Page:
Leg 169 is the second leg of a planned two leg program to investigate the geological, geophysical, geochemical, and biological processes at sediment-covered spreading centers. The leg will address a broad range of scientific problems, but the major emphasis of the leg is to investigate the genesis of massive sulfide deposits. The highly successful Leg 139 drilling also addressed a wide range of problems, but was primarily focused on establishing the broad scale constraints on hydrothermal circulation of seawater through the upper oceanic crust at a sediment covered spreading center. Among the many accomplishments of Leg 139, a few highlights are listed below. Leg 139 represented the first significant penetration and recovery of zero age oceanic crust and established that the uppermost part of the oceanic crust formed at sediment-covered spreading centers is composed not of extrusive basalts, but of interlayered basaltic sills and metasediments. This leg safely drilled into an active hydrothermal upflow zone, within 10's of meters of hydrothermal vents, and successfully recovered core and geophysical logs from rock at temperatures near 300#&176;C. We established that the composition of the venting fluids was consistent with hydrothermal mineral assemblages in metasediments and metabasaltic rocks recovered from a hydrothermal reservoir zone in the upper oceanic crust. Drilling on the flanks of the ridge established that relatively unaltered seawater is recharging into oceanic basement in the area near one of the rift-bounding normal faults. The leg established the presence of an extensive seafloor ore deposit by penetrating 94 meters of massive sulfide. A major step towards the establishment of seafloor observatories was taken by instrumentation of sealed borehole using the CORK system. Geophysical logging, downhole experimentation, and borehole instrumentation provided the first direct constraints on the physical properties of an active submarine hydrothermal system (Davis, Mottl, Fisher, et al., 1992). We look forward with great excitement to the opportunity to extend and refine the scientific insight gained on Leg 139 during the second leg of sedimented ridges drilling on Leg 169.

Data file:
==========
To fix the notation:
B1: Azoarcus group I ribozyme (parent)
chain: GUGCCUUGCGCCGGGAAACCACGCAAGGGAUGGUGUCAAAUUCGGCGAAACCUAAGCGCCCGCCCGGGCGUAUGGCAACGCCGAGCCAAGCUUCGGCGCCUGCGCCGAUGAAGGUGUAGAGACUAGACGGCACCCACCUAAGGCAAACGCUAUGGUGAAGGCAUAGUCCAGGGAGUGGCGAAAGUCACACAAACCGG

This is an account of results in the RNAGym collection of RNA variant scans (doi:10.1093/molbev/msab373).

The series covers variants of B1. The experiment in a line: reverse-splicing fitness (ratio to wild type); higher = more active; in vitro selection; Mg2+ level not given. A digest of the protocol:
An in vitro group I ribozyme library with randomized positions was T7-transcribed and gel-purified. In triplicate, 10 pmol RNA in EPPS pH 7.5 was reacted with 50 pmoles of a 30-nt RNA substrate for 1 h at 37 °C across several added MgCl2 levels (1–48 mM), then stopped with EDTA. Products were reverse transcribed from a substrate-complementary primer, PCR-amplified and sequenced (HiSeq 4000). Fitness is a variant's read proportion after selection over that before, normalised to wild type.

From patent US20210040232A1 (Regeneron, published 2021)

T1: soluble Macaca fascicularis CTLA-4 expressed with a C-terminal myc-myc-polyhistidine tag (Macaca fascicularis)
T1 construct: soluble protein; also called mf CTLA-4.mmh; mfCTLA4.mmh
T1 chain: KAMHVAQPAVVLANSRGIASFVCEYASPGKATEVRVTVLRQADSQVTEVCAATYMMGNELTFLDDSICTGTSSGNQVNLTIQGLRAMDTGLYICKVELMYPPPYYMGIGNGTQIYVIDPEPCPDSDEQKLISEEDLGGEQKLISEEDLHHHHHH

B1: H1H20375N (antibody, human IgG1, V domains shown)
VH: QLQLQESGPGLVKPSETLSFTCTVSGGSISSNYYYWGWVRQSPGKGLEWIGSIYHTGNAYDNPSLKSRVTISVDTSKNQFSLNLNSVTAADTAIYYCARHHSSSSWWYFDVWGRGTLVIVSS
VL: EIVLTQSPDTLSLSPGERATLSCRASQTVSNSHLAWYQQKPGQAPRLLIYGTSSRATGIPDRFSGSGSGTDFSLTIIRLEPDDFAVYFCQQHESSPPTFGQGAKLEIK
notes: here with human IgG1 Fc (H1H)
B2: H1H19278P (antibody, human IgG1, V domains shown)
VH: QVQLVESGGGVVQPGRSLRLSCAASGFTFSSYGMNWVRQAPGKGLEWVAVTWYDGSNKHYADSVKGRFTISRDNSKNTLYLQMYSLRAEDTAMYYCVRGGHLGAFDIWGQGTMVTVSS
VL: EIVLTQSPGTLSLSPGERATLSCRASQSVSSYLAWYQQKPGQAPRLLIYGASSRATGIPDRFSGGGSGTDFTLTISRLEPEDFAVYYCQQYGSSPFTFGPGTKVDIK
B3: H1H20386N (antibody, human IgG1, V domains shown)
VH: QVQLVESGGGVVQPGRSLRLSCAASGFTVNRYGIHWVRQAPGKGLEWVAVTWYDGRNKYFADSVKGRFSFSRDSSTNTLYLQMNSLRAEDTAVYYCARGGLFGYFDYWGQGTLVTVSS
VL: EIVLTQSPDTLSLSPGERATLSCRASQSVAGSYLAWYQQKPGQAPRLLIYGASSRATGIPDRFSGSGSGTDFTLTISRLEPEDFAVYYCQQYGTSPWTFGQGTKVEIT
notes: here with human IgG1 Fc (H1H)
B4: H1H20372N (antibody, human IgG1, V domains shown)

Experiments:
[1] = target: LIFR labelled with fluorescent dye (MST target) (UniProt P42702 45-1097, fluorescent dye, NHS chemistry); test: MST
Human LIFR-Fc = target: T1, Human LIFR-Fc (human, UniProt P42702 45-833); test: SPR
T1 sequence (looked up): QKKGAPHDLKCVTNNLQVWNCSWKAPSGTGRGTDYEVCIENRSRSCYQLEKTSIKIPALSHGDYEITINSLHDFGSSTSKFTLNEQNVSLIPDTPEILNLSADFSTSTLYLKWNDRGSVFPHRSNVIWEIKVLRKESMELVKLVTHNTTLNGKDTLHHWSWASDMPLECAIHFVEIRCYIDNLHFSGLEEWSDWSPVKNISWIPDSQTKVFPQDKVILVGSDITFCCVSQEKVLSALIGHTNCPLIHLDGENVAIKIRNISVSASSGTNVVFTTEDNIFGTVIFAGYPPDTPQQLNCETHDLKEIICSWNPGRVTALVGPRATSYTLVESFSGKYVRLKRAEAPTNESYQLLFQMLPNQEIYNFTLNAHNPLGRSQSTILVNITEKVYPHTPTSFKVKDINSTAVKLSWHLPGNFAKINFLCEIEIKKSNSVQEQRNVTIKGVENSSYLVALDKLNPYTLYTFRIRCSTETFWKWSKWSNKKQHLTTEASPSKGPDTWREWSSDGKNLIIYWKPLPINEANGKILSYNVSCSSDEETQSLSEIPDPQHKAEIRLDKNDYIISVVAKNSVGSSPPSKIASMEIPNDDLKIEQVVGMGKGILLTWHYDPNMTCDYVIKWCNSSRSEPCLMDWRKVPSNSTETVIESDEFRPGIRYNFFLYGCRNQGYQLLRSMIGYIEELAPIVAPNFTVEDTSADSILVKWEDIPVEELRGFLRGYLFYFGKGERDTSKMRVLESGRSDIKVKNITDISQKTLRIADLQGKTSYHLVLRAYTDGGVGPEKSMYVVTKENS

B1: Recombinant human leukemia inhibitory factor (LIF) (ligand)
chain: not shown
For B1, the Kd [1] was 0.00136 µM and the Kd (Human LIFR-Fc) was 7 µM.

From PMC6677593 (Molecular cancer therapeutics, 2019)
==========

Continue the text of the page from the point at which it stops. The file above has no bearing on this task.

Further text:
To 169 Scientific Objectives
169 Table of Contents